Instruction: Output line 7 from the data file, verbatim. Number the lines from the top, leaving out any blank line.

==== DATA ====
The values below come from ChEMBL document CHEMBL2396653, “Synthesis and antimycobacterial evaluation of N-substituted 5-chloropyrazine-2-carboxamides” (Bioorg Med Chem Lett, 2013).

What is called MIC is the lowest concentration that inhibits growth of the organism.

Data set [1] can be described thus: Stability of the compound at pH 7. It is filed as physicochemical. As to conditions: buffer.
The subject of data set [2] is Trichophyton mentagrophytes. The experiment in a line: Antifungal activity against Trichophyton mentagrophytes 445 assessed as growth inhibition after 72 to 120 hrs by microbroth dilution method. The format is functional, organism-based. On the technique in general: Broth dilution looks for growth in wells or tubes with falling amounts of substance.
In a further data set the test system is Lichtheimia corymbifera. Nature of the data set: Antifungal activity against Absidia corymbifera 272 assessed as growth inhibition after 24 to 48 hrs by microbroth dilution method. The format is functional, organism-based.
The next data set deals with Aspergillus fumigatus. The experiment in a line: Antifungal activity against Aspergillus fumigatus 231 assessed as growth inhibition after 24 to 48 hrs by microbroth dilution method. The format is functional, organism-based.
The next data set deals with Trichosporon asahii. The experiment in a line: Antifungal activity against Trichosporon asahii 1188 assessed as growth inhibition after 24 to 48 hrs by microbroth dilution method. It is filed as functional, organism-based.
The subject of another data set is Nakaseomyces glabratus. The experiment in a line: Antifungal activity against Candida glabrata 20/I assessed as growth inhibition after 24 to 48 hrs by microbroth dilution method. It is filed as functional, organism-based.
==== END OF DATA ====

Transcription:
The next data set deals with Trichosporon asahii. The experiment in a line: Antifungal activity against Trichosporon asahii 1188 assessed as growth inhibition after 24 to 48 hrs by microbroth dilution method. It is filed as functional, organism-based.